Srivaddhanaprabha and his family were loved by Leicester supporters. The chairman attended many matches and would often leave the stadium by helicopter at the conclusion of matches. That is what he was doing when tragedy struck.

The outpouring from the players, the fans and the community of Leicester are proof that the club is more than just a sports entity. They are a family.

Flowers, scarves, t-shirts and more were laid outside the stadium in the chairman’s memory. Leicester players and the manager made the 6000 mile trip to the funeral in Bangkok at the conclusion of a match and then yesterday the city came together in tribute.

50,000 fans walked from Leicester city centre to the King Power Stadium before the game yesterday as a mark of respect. There was two minutes of silence prior to kick-off and a video of the former owner was shown inside the stadium.

Afterwards the entire club and the owner’s son thanked all sections of the stadium as the fans wearing special shirts and holding up scarves clapped along. Only a Grinch wouldn’t have been moved by the events.

The match was a rather drab 0-0, but on this day the result was of no consequence. It was all about a community and a club that were united as one.

Exploring the growth of soccer in early New York

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As a licensed New York City tour guide, I regularly introduce visitors to the history of NYC. As most people already know, New York was the city where over 20 million people first stepped foot in to the United States between 1855-1954.

I am also a huge football/soccer fan. That’s what led me to explore the idea of combining a history tour of New York immigrants and the impact that these newcomers had on the growth of soccer in New York. I was surprised by the amount of history there is for the sport of soccer in New York.

Part of the reason that immigrants came to New York was for the opportunity to work and provide for their families. Manhattan’s Lower East Side was a major center of garment manufacturing. Even bigger was the Harrison/Kearny area of northern New Jersey. It was one of the earliest centers for the sport in 19th century America.

Immigrant communities were drawn to this rapidly growing industrial region for job opportunities. These workers brought with them their love for soccer as well. Teams were formed by the various textile and garment plants scattered throughout the area and across the river from New York.

Amateur teams were springing up in other industrial regions such as New England and Philadelphia. This led to the organization of the American Football Association in 1884.

In 1885 the American Football Challenge Cup was established with thirteen teams involved; including New York Thistles, New York FC, Paterson FC, O. N. T. of Kearny, and teams from Newark, Connecticut and Fall River, Massachusetts.

This was the first non-league organizing body for the sport in the United States. It lasted until 1925 as soccer continued to grow throughout the country and competing organizations sprang up.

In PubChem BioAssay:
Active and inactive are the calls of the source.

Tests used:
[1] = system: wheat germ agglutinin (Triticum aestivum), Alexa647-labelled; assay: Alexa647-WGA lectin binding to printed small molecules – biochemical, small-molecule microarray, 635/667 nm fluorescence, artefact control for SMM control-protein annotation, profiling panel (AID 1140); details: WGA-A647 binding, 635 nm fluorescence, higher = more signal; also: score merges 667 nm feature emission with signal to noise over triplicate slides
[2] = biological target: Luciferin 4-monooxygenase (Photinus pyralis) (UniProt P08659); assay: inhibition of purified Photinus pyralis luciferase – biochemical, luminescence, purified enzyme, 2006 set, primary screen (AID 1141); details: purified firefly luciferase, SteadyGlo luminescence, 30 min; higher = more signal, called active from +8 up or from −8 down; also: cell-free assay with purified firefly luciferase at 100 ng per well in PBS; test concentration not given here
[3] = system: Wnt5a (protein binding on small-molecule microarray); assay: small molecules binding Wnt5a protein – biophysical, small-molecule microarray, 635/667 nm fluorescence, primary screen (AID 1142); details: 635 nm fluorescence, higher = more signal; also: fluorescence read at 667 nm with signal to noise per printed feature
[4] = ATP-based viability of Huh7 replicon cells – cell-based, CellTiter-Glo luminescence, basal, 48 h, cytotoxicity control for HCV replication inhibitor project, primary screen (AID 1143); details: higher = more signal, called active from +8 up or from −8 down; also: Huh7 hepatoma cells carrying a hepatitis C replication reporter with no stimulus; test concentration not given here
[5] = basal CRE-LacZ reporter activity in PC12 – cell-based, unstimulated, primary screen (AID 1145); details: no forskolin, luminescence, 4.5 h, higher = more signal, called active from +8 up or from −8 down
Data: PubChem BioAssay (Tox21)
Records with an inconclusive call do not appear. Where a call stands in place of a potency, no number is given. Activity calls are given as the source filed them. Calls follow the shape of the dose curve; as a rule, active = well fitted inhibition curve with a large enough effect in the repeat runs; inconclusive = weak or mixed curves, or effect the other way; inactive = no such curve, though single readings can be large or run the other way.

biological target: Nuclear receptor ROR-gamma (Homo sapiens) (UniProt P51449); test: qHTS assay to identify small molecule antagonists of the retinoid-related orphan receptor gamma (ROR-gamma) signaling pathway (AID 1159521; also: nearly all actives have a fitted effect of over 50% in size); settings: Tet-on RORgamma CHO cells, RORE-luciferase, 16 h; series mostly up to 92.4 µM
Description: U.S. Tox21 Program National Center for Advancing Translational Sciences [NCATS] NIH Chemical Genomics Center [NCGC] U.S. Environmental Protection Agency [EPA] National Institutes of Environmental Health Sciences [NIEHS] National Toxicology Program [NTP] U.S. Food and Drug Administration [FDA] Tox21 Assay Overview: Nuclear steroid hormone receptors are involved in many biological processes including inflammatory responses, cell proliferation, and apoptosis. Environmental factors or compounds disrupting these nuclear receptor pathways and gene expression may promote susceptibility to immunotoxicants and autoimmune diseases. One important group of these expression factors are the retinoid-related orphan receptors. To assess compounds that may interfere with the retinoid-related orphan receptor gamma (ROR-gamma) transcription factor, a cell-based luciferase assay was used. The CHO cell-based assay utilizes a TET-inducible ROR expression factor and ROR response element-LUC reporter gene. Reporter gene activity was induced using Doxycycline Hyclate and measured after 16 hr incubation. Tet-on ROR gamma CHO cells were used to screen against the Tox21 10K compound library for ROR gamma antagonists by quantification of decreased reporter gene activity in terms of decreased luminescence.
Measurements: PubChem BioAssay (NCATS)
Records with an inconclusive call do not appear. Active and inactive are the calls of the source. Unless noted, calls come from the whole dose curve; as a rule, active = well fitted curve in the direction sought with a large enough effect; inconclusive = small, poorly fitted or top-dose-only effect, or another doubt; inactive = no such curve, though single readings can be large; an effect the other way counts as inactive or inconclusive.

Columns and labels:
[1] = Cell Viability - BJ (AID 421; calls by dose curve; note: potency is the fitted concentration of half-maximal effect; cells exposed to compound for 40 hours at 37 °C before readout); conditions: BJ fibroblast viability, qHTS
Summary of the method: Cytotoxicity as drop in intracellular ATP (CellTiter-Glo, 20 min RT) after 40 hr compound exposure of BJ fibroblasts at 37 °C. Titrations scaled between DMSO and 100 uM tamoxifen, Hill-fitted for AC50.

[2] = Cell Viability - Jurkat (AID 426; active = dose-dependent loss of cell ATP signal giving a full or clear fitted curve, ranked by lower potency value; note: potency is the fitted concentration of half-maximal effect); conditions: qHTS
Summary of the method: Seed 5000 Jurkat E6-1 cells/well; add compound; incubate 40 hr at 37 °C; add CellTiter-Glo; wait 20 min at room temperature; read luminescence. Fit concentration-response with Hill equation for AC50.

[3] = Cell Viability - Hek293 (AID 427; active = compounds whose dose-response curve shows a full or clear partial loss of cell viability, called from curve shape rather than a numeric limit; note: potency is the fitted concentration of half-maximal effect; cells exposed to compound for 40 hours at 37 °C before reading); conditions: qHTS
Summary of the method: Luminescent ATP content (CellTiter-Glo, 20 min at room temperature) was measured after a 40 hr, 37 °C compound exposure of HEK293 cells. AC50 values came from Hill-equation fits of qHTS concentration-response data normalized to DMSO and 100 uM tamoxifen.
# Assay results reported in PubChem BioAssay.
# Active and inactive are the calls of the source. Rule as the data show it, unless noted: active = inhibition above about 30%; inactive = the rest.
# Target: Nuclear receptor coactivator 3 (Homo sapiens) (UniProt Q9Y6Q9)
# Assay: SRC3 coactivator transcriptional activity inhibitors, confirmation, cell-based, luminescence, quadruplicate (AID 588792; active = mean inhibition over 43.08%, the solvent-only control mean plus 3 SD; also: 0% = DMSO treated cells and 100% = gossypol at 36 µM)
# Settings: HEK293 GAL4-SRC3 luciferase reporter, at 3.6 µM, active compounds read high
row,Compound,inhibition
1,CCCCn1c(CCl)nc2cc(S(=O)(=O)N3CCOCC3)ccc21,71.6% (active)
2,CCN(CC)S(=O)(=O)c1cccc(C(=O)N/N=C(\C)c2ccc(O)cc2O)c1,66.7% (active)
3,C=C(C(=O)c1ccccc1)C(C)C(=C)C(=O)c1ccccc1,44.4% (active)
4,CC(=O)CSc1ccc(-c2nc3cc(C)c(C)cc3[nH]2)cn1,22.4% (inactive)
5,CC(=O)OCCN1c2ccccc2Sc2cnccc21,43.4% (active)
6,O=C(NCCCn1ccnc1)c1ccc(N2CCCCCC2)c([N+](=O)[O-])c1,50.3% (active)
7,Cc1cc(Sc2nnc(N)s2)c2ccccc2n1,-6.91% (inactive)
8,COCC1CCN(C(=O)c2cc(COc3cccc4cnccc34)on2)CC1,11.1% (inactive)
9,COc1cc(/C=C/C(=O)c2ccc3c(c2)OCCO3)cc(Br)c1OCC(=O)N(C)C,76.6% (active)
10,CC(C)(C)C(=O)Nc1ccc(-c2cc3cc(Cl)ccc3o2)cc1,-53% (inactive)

O. N. T. (short for Our New Thread defeated New York FC to win the first title in April 1885.

Welcome to Soccer Walks NYC

I have been a huge football/soccer fan since being introduced to the English Premier League in the late 90’s. Believe it or not, back then it wasn’t so easy to keep up with the sport. The games weren’t on local television and there were just a handful of pubs that showed matches from Europe and other top world leagues. The place to go back then was hands down Nevada Smiths. The place’s slogan said it all, “where football is religion”.

A typical gathering for an English Premier League match at Nevada Smiths back in the day.

A typical gathering for an English Premier League match at Nevada Smiths back in the day.

I had some friends from Ireland living in New York at the time that were big Manchester United fans. They invited me to go watch a match between United and Arsenal. I’ll never forget showing up at Nevada Smith’s at 7AM for a 12PM UK time kick off. Not only was the place packed, it was jumping. Fans from both sides were there singing, chanting and ready for the match. Of course there were some beverages being served at this early hour and there was a communal feeling in the air. It was hard not to get hooked.

The popularity of the sport has grown significantly since then and the number of matches that fans can now watch from home is huge. Regardless, it’s still great to get together with fellow fans and watch the match together.

Nevada Smiths is long gone, but its founder Jack Keane now runs a midtown location called The Football Factory where the list of matches and leagues shown is impressive.

This 2014 article from the UK’s The Guardian explains how the sports popularity here in NYC has grown over the years. When your ready, join us for a tour and then it’s off to the pub!

Manchester United fans celebrating a goal from Ryan Giggs as the Red Devils went on to defeat Wigan and wrap up the 2008 Premier League title.